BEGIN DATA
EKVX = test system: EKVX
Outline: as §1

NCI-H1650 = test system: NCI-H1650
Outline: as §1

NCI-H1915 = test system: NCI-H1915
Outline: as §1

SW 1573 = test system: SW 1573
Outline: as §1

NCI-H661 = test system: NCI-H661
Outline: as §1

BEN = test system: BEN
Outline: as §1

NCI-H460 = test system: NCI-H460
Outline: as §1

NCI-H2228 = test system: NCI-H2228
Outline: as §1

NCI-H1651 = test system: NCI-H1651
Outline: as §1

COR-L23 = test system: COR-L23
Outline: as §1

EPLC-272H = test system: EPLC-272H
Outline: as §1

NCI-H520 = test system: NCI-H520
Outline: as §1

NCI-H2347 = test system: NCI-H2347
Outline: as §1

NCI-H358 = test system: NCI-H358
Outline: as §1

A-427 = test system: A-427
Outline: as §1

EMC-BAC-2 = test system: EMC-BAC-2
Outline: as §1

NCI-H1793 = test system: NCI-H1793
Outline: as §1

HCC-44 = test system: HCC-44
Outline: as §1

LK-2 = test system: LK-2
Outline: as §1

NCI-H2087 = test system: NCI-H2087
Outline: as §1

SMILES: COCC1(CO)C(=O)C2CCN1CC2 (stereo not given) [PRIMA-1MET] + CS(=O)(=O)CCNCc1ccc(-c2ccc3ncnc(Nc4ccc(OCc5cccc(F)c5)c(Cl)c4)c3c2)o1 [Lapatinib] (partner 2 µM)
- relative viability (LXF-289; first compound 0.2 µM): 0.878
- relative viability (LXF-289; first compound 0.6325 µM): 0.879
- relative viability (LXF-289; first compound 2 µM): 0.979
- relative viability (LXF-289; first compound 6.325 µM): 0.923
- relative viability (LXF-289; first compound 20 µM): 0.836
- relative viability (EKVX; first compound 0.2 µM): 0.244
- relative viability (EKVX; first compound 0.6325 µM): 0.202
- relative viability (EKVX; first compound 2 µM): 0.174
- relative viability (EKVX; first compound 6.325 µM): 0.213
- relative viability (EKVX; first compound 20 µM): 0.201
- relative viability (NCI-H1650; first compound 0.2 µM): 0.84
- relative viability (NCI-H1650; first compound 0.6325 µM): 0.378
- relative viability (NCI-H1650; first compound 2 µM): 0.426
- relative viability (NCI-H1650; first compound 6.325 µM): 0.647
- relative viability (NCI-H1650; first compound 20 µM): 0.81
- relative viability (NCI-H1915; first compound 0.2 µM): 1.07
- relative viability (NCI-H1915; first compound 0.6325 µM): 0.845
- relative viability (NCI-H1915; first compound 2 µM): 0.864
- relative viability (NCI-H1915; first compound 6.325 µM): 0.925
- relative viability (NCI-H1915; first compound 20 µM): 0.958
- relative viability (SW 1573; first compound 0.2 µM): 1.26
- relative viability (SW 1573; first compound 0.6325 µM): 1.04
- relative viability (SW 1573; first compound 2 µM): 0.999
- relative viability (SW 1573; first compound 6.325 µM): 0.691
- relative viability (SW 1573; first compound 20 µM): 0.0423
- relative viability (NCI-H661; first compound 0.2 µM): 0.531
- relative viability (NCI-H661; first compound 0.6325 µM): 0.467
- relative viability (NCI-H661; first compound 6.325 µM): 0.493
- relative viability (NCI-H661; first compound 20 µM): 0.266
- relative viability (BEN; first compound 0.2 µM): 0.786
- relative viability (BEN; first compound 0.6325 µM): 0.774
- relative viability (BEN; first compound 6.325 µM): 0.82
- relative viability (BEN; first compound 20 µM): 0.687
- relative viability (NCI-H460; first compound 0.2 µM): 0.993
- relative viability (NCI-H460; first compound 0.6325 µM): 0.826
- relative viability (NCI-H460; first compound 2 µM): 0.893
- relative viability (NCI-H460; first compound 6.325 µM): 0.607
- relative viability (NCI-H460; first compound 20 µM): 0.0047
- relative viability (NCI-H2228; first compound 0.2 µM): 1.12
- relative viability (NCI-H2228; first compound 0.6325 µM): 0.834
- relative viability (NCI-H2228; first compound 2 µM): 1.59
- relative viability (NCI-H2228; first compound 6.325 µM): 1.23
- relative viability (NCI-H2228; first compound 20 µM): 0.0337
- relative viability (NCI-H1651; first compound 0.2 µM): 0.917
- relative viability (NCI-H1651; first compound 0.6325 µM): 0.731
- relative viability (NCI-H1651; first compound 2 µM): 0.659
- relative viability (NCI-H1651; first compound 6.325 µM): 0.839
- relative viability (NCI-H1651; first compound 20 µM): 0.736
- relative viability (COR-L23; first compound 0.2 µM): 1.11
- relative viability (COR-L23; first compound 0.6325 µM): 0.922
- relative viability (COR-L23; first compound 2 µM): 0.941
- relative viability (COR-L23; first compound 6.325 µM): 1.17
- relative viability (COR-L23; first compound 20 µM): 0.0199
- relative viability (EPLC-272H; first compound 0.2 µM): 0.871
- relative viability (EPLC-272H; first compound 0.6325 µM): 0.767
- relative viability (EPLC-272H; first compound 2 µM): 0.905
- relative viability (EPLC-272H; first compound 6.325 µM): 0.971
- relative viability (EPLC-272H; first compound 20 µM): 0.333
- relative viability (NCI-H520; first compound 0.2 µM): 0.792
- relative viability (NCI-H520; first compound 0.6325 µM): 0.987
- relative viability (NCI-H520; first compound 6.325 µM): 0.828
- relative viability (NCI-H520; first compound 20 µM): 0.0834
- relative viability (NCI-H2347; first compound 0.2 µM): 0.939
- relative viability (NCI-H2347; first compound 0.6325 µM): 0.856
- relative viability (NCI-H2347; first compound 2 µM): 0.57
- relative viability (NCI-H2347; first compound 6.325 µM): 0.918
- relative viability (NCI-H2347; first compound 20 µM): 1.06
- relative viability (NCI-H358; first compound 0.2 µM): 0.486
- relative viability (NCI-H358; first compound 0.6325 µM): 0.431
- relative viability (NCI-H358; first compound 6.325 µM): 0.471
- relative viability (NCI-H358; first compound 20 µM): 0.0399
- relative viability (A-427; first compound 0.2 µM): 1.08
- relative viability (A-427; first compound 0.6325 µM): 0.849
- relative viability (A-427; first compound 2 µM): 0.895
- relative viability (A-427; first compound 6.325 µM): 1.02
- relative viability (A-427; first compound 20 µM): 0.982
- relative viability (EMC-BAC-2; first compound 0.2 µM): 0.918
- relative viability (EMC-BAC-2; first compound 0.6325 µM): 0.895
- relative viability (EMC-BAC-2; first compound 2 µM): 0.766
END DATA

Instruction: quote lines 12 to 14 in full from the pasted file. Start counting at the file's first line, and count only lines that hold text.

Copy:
Outline: as §1

NCI-H460 = test system: NCI-H460
Outline: as §1